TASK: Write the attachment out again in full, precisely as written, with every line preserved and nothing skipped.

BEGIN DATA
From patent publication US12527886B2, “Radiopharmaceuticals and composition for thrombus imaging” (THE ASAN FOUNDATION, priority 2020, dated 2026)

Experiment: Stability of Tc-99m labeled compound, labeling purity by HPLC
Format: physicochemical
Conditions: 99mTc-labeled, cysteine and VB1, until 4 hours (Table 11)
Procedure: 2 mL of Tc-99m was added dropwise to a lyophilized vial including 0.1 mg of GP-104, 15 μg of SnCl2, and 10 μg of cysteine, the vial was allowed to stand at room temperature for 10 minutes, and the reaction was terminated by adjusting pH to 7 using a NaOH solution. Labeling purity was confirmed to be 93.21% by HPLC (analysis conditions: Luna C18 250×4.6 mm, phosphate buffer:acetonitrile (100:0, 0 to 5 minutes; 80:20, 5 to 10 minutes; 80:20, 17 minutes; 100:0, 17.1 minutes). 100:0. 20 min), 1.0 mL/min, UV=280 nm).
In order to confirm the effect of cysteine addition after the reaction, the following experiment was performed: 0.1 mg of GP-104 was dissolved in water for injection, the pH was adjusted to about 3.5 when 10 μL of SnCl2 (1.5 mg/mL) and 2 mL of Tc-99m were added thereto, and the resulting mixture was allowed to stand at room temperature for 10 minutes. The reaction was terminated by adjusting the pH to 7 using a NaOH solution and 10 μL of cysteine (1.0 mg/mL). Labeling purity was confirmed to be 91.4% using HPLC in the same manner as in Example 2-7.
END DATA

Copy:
From patent publication US12527886B2, “Radiopharmaceuticals and composition for thrombus imaging” (THE ASAN FOUNDATION, priority 2020, dated 2026)

Experiment: Stability of Tc-99m labeled compound, labeling purity by HPLC
Format: physicochemical
Conditions: 99mTc-labeled, cysteine and VB1, until 4 hours (Table 11)
Procedure: 2 mL of Tc-99m was added dropwise to a lyophilized vial including 0.1 mg of GP-104, 15 μg of SnCl2, and 10 μg of cysteine, the vial was allowed to stand at room temperature for 10 minutes, and the reaction was terminated by adjusting pH to 7 using a NaOH solution. Labeling purity was confirmed to be 93.21% by HPLC (analysis conditions: Luna C18 250×4.6 mm, phosphate buffer:acetonitrile (100:0, 0 to 5 minutes; 80:20, 5 to 10 minutes; 80:20, 17 minutes; 100:0, 17.1 minutes). 100:0. 20 min), 1.0 mL/min, UV=280 nm).
In order to confirm the effect of cysteine addition after the reaction, the following experiment was performed: 0.1 mg of GP-104 was dissolved in water for injection, the pH was adjusted to about 3.5 when 10 μL of SnCl2 (1.5 mg/mL) and 2 mL of Tc-99m were added thereto, and the resulting mixture was allowed to stand at room temperature for 10 minutes. The reaction was terminated by adjusting the pH to 7 using a NaOH solution and 10 μL of cysteine (1.0 mg/mL). Labeling purity was confirmed to be 91.4% using HPLC in the same manner as in Example 2-7.